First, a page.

Want a bird's eye view of the space spectacle of a lifetime? Some 120 tickets priced at $6,500 each went on sale this week for a privately-organised American expedition to watch the fiery death of the Russian Mir space station as it hurtles into the south Pacific next month. Space enthusiasts, or so-called "citizen explorers" are invited to join researchers, astronomers and four Russian cosmonauts on a jet 30,000 feet above the earth in what organisers believe will be a unique trip. "Besides our desire to have fun witnessing an amazing historic sight, we are all about encouraging the private and commercial development of space exploration, which means including everyday citizen-explores," said Rick Citron on Wednesday. Citron, a Los Angeles lawyer and space exploration promoter, is organising the expedition with his brother Bob, founder of the commercial U.S. space firm SPACEHAB. The 15-year-old Mir space lab - once the crown jewel of the Soviet space programme - is to be brought down in March in a remote area of the south Pacific, some 1,850 miles east of New Zealand's southern tip. Two-thirds of the ageing and accident prone 130-tonne space station is expected to burn up in the controlled descent. But organisers of the viewing expedition expect the remainder to produce a pyrotechnic display to rival the Tunguska meteorite hitting the Earth in 1908. "We are going to be at the best location to observe the event and we are going to be hundreds of miles from even the beginning of the debris impact so there is really no danger of anything hitting us," said Bob. Tickets and information are available on the expedition Web site (http://www.MirReentry.com) or through travel agents, Reuters reports. Four Russian cosmonauts, including Sergey Zaletin who commanded the final mission to the Mir, and one of the chief architects of the Mir, Leonid Gorshkov, will be joining the expedition underlining the cooperation between the two former space race rivals.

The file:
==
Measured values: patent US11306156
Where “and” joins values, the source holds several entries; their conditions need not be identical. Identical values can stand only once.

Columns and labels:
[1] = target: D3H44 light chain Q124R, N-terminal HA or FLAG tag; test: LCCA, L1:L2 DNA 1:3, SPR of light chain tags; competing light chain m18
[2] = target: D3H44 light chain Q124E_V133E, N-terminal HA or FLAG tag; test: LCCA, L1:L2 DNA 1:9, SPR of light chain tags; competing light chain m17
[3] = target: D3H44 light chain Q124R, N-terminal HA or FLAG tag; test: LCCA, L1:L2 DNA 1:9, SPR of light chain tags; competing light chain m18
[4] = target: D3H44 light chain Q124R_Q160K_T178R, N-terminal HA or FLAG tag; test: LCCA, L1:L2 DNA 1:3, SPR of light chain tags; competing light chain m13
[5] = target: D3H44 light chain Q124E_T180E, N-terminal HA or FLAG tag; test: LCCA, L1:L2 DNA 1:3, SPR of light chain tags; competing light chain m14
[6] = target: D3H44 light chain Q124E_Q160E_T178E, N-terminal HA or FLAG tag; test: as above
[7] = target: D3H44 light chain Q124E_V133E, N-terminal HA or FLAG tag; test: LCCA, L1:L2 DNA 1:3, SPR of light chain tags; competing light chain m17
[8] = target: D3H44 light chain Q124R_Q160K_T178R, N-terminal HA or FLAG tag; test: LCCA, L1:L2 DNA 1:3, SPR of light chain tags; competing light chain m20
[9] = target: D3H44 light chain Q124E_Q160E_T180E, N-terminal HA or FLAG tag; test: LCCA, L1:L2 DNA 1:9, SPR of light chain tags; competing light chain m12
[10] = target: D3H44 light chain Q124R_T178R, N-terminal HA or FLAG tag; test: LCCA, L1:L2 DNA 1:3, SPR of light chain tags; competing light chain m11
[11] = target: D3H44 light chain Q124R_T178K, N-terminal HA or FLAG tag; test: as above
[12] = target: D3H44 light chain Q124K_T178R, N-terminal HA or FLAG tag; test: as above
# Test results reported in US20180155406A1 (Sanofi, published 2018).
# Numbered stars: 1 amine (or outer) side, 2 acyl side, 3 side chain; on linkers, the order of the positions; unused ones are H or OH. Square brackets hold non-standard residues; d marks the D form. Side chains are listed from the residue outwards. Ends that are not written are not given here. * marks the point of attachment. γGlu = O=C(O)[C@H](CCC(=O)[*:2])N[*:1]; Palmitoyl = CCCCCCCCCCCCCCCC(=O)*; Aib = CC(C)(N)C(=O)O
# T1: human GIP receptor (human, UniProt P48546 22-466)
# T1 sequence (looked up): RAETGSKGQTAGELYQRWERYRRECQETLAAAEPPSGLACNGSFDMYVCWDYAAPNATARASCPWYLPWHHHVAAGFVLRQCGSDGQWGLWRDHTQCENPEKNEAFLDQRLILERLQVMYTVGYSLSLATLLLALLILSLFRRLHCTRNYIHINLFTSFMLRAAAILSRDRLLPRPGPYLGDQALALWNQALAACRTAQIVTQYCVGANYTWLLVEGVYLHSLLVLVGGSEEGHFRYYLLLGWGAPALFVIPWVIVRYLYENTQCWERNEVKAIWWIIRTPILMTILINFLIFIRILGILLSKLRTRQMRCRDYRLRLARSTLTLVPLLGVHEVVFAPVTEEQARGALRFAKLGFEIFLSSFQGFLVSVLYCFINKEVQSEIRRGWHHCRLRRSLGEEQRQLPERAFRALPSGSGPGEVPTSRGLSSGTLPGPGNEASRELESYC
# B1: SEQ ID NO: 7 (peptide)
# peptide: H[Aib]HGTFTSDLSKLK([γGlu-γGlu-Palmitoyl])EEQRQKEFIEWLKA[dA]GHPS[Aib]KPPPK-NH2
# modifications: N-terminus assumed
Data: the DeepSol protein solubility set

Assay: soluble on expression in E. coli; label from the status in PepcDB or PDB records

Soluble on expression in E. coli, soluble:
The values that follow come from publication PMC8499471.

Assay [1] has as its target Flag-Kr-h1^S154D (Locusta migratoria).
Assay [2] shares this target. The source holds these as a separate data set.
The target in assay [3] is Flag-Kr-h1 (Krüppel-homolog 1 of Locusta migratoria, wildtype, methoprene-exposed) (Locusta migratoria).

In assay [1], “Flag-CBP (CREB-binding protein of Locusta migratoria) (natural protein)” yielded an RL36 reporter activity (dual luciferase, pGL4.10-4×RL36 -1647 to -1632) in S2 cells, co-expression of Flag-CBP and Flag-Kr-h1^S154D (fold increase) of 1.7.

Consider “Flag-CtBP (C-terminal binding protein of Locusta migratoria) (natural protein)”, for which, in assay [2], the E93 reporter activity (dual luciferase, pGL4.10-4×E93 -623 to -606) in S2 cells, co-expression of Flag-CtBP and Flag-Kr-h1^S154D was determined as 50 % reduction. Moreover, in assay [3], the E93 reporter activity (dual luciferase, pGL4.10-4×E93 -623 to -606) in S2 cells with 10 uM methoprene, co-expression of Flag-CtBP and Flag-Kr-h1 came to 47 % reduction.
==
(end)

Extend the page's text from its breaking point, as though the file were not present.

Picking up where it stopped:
In Bolivia, at least seven people were killed at El Alto State University on Tuesday, March 3. The tragedy took place during a student meeting on the fifth floor of the building